Game notes melange: Tuesday, Monday, whenever
- Jacob Turner filled 5 innings with 10 hits and 5 walks, without a strikeout. That’s a rare combination, in any era. Since 1916, just 8 prior starts had IP<=5, H>=10, BB>=5 and SO=0, two of them since 1941. Those 8 prior starts averaged just under 8 runs, with none less than 5 — but Turner got away with 4 runs, thanks to 3 DPs (his first game with more than one).
- Two of Turner’s walks were intentional, bringing up the pitcher with 2 outs. One worked, but the other led to a 4-run inning after he walked Chris Capuano.
- Han-Ram went 0-4 with RISP, with a GDP. But he chipped in for the insurance run with a leadoff double in the 9th.
Rays 7, @Orioles 4 (9th) — Six hits in the 9th smashed open a 3-2 game, as Tampa pulled into a tie with Boston. Alex Cobb was sharp for six, but then two walks filled the sacks with no outs and a 3-1 score. Alex Torres shucked off his recent road bumps, getting through the inning with the lead scratched but unbroken (DP, SO). Jim Johnson tried to nip the 9th at 5-2, but he let in two bonus runs, which loomed large after the O’s began their 9th with walk-HR-walk. Fernando Rodney threw strikes and got the last 3 outs after Wesley Wright faltered.
- Chris Davis reached 3 times, but Adam Jones followed him 0-for-3 with a DP.
@Mets 5, Braves 3 – Zack Wheeler led 4-0, one out away from 7 stellar innings (one man past 1st base), but he couldn’t get that last man — a double and 2 walks knocked him out at 114 pitches. Missing that one out cost the Mets two relievers to get through the inning, with the pitcher’s spot due up in the home 7th: Andrelton Simmons doubled, hanging 3 runs on Wheeler, so a lefty had to come and get Freddie Freeman, to hold the lead. Ike Davis launched a satellite to take the edge off the save chance against the NL’s home-run leaders. The Mets are 8-7 against the team with the best record in MLB, with 3 wins for Wheeler in as many tries.
- Marlon Byrd’s 2-run bomb off Brandon Beachy (his career-high 21st) was a double-edged trend-buster: Byrd’s OPS split for home/away was .716/.975, and his right/left was .793/.987. Both of those better OPS marks are among MLB’s top 10 for regulars.
@Brewers 6, Cardinals 3 – Lance Lynn coughed up a 3-0 lead in a 5-run 4th inning, leveraged on his first error of the year. Sean Halton drove in 3 with a pair of hits, including the 2-run leveler, and Milwaukee won without an extra-base hit for the first time since last September.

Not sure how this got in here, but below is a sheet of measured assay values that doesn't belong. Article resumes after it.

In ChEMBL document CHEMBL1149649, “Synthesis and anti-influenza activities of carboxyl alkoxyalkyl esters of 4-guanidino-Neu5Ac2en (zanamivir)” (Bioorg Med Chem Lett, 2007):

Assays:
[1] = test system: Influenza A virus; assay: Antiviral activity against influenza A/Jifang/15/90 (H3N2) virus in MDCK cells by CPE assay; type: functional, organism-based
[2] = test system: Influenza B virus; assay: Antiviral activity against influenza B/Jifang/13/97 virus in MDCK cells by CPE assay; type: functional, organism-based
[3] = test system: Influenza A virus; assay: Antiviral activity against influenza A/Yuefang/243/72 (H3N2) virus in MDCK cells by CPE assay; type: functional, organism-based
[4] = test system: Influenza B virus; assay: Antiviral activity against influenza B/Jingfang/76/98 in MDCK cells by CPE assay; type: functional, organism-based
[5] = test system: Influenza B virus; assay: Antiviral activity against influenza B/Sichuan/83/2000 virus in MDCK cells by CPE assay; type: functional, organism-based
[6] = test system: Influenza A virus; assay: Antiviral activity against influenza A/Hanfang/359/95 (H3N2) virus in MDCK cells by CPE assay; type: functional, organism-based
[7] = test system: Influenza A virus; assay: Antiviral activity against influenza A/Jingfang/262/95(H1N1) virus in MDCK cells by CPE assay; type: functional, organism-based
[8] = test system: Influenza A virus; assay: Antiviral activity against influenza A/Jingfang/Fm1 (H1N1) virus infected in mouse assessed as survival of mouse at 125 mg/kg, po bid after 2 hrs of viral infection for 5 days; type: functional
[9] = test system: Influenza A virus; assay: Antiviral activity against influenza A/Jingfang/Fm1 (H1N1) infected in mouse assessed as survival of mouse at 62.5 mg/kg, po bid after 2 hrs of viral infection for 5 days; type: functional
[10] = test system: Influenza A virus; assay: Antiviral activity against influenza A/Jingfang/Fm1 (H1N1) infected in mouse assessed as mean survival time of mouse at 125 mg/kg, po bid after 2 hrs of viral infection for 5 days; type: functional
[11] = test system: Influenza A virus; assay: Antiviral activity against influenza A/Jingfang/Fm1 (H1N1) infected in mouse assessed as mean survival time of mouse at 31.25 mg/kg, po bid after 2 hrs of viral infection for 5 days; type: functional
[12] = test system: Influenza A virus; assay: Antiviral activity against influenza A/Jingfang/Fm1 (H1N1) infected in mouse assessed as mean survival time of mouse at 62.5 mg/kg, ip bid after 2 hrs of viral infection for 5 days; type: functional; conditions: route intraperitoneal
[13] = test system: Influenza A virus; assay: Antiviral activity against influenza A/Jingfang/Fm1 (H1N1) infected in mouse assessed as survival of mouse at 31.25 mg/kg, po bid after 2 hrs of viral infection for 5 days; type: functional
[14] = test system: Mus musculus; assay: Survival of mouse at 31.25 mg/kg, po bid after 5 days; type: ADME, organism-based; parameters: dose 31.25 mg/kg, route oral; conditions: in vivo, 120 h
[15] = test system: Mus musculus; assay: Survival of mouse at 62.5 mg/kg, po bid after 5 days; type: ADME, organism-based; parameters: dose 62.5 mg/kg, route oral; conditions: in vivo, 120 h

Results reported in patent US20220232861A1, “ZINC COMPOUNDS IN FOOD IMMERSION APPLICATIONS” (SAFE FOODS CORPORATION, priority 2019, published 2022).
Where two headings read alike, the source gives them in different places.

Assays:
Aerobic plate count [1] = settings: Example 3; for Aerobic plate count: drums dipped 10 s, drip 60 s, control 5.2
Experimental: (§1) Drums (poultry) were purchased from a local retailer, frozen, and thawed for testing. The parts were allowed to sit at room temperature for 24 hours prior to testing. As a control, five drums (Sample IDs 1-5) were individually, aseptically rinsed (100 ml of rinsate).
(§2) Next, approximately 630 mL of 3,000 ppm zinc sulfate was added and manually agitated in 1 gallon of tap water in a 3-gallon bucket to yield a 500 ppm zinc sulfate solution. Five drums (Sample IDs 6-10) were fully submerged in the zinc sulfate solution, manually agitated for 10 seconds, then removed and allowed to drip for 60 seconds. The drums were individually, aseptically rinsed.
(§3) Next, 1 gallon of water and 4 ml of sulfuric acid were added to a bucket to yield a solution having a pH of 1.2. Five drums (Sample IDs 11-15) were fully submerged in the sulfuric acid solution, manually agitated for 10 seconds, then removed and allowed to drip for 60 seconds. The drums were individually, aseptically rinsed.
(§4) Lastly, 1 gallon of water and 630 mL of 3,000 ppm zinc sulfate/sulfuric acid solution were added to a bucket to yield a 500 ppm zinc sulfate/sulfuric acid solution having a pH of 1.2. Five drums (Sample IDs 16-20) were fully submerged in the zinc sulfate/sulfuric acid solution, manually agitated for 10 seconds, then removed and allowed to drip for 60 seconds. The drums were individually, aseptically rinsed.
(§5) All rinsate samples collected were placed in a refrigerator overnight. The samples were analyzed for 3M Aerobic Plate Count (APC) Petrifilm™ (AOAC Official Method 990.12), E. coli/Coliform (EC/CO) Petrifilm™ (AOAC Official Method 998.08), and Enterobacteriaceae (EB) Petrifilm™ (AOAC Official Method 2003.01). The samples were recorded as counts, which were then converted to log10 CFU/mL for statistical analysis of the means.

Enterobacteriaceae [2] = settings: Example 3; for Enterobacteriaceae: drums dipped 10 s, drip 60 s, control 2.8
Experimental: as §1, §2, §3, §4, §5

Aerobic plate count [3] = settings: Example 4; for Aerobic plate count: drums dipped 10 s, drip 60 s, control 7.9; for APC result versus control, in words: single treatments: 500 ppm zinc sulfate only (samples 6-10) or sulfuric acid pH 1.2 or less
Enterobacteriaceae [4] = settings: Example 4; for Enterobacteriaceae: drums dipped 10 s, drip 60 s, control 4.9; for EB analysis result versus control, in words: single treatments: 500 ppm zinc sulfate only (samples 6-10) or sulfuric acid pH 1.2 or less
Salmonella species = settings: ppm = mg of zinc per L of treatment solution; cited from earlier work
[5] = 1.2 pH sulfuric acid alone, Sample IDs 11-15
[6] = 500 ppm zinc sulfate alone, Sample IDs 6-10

- Yadi Molina is on a tear, again: 4 straight multi-hit games, with a HR and his 35th double here. He’s passed Chris Johnson for the NL batting lead, and joins Ted Simmons as the only Cardinals backstops with 35+ doubles in a season; Simmons had four of those, with a high of 40.
Diamondbacks 5, @Reds 2 – Patrick Corbin had it goin’ on most of the evening, fanning 9 without a walk or run through 7 innings. Jay Bruce was a 3-time loser, reaching 151 Ks for the year. Paul Goldschmidt’s 8th-inning slam made a 5-0 bulge, gave him 100 RBI for the first time, and broke J.J. Hoover’s zero string at 26 IP. Chris Heisey’s 2-run answer kept it interesting, but Corbin got the last 6 Reds to finish it.
@Yankees 8, Blue Jays 4 (day game) — Ivan Nova dug an early 4-run hole, but he lasted into the 7th, and 3-run drives by Robinson Cano (#200)and Chris Stewart put Nova in the winner’s circle. Cano added two singles and an RBI double.
@Yankees 3, Blue Jays 2 (nightcap) — Nix, Nix: Jayson stuck around a while and got his kicks. He tied it in the 7th with a solo shot off Mark Buehrle, unhitching Phil Hughes from an undeserved loss, and won it in the 9th with a base hit. Darren Oliver walked Mark Reynolds on 4 pitches to start the final frame. Ichiro pinch-ran, moved up on a bunt, and stole 3rd on the pitch before Nix won it. Cano stayed hot with 2 hits and the first RBI, for 19 hits in his last 33 ABs. Mariano gave up 2 hits in the 9th, but came through for his 80th win. Preston Claiborne, the temporary 26th man, got 6 outs from 6 men, stranding one inherited.
@Rangers 4, Astros 2 – Those barricades can only hold for so long. Houston led 2-1 in the 6th, looking to snap a 6-game skid against their western neighbors. But Jared Cosart walked Ian Kinsler, and Adrian Beltre got all of a chest-high curve, for his 26th HR. Joe Nathan whiffed the side for his 37th save, tying last year’s total. Cosart took his first loss, and Houston fell to 2-13 vs. Texas.
White Sox 2, @Royals 0 — John Danks hadn’t won since July 2, but he’s never lost to Kansas City, and he dealt their playoff hopes another blow with 8 shutout innings. The Royals collected 8 hits, but none with a man past 1st base, and Gordon Beckham’s HR in the 2nd off Ervin Santana turned out to be enough.